So you’ve had a compromise and need to figure out which files (if any) were modified by the intruder, but you didn’t install Tripwire? Well, all is not lost if your distribution uses RPM for its package management system. While not as powerful as Tripwire, RPM can be useful for finding to what degree a system has been compromised. RPM keeps MD5 signatures for all the files it has ever installed. We can use this functionality to check the packages on a system against its signature database. In addition to MD5 checksums, you can also check a file’s size, user, group, mode, and modification time against that which is stored in the system’s RPM database.
To verify a single package, run this:
If the intruder modified any binaries, it’s very likely that the ps command was one of them. Let’s check its signature:
# which ps
# rpm -V `rpm -qf /bin/ps`
Here we see from the S, 5, and T that the file’s size, checksum, and modification time has changed from when it was installed—not good at all. Note that only files that do not match the information contained in the package database will result in output.
If we want to verify all packages on the system, we can use the usual rpm option that specifies all packages, -a:
# rpm -Va
S.5….T c /etc/pam.d/system-auth
S.5….T c /etc/security/access.conf
S.5….T c /etc/pam.d/login
S.5….T c /etc/rc.d/rc.local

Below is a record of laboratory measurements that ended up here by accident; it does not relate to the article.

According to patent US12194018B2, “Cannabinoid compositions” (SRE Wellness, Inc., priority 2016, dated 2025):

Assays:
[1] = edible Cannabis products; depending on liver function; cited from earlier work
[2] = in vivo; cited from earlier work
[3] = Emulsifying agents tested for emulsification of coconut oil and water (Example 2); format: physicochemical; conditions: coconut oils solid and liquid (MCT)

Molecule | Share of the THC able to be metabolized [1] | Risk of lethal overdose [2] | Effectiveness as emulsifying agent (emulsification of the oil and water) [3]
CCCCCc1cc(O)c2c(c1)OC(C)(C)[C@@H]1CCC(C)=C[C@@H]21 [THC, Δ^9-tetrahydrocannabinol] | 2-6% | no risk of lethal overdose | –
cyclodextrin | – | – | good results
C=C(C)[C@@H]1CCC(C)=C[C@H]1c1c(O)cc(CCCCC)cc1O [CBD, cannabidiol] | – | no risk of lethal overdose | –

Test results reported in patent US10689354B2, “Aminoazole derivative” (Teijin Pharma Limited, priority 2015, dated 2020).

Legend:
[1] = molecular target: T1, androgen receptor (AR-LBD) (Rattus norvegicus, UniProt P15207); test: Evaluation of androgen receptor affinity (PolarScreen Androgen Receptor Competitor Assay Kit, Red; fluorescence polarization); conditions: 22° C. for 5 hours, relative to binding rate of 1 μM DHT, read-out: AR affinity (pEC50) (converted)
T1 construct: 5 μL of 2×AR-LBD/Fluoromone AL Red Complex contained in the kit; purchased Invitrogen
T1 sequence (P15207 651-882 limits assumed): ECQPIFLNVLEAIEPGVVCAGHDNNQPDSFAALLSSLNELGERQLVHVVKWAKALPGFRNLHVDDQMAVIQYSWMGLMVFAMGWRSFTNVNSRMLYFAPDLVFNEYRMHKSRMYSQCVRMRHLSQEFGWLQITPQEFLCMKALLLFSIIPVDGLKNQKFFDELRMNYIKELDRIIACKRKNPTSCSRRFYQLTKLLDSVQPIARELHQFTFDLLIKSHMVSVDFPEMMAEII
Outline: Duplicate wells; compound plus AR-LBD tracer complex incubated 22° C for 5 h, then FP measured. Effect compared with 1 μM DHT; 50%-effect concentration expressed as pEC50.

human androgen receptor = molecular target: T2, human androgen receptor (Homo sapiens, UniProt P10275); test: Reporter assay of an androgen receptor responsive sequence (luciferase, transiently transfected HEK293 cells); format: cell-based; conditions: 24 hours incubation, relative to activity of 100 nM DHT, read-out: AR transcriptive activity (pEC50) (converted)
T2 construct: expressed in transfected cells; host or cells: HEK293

S.5….T c /etc/sysconfig/pcmcia
…….T c /etc/libuser.conf
S.5….T c /etc/ldap.conf
…….T c /etc/mail/sendmail.cf
S.5….T c /etc/sysconfig/rhn/up2date-uuid
…….T c /etc/yp.conf
…….T c /etc/krb5.conf
There are other options that can be used to limit what gets checked on each file. Some of the more useful ones are -nouser, -nogroup, -nomtime, and -nomode. These can be used to eliminate a lot of the output that results from configuration files that you’ve modified.
Note that you’ll probably want to redirect the output to a file, unless you narrow down what gets checked by using the command-line options. Running rpm -Va without any options can result in quite a lot of output resulting from modified configuration files and such.
This is all well and good, but ignores the possibility that someone has compromised key system binaries and that they may have compromised the RPM database as well. If this is the case, we can still use RPM, but we’ll need to obtain the file the package was installed from in order to verify the installed files against it.
The worst-case scenario is that the rpm binary itself has been compromised. It can be difficult to be certain of this unless you boot from an alternate media, as mentioned earlier. If this is the case, you should locate a safe rpm binary to use for verifying the packages.
First find the name of the package that owns the file. You can do this by running:
Then you can locate that package from your distribution media, or download it from the Internet. After doing so, you can verify the installed files against what’s in the package using this command:
RPM can be used for quite a number of useful things, including verifying the integrity of system binaries. However, it should not be relied on for this purpose. If at all possible, something like Tripwire or AIDE (http://sourceforge.net/projects/aide) should be used instead.
[ Taken from the Book “Network Security Hacks” ]